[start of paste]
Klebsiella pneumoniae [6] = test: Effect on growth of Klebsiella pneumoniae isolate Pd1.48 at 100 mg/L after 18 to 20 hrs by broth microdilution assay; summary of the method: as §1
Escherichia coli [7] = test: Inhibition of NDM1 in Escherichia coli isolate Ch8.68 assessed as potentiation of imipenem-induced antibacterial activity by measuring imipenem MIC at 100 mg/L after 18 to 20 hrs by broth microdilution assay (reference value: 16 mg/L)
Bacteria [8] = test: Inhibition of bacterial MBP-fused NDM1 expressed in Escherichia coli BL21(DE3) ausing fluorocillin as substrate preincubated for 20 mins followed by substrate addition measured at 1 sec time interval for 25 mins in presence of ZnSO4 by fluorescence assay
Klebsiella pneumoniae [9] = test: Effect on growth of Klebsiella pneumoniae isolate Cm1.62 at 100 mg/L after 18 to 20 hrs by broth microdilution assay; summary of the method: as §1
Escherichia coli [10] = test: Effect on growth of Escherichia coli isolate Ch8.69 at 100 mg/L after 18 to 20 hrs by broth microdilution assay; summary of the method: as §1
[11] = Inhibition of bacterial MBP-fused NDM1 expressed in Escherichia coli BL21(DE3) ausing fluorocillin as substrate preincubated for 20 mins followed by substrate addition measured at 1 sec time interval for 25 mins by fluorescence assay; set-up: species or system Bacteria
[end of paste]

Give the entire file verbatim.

Klebsiella pneumoniae [6] = test: Effect on growth of Klebsiella pneumoniae isolate Pd1.48 at 100 mg/L after 18 to 20 hrs by broth microdilution assay; summary of the method: as §1
Escherichia coli [7] = test: Inhibition of NDM1 in Escherichia coli isolate Ch8.68 assessed as potentiation of imipenem-induced antibacterial activity by measuring imipenem MIC at 100 mg/L after 18 to 20 hrs by broth microdilution assay (reference value: 16 mg/L)
Bacteria [8] = test: Inhibition of bacterial MBP-fused NDM1 expressed in Escherichia coli BL21(DE3) ausing fluorocillin as substrate preincubated for 20 mins followed by substrate addition measured at 1 sec time interval for 25 mins in presence of ZnSO4 by fluorescence assay
Klebsiella pneumoniae [9] = test: Effect on growth of Klebsiella pneumoniae isolate Cm1.62 at 100 mg/L after 18 to 20 hrs by broth microdilution assay; summary of the method: as §1
Escherichia coli [10] = test: Effect on growth of Escherichia coli isolate Ch8.69 at 100 mg/L after 18 to 20 hrs by broth microdilution assay; summary of the method: as §1
[11] = Inhibition of bacterial MBP-fused NDM1 expressed in Escherichia coli BL21(DE3) ausing fluorocillin as substrate preincubated for 20 mins followed by substrate addition measured at 1 sec time interval for 25 mins by fluorescence assay; set-up: species or system Bacteria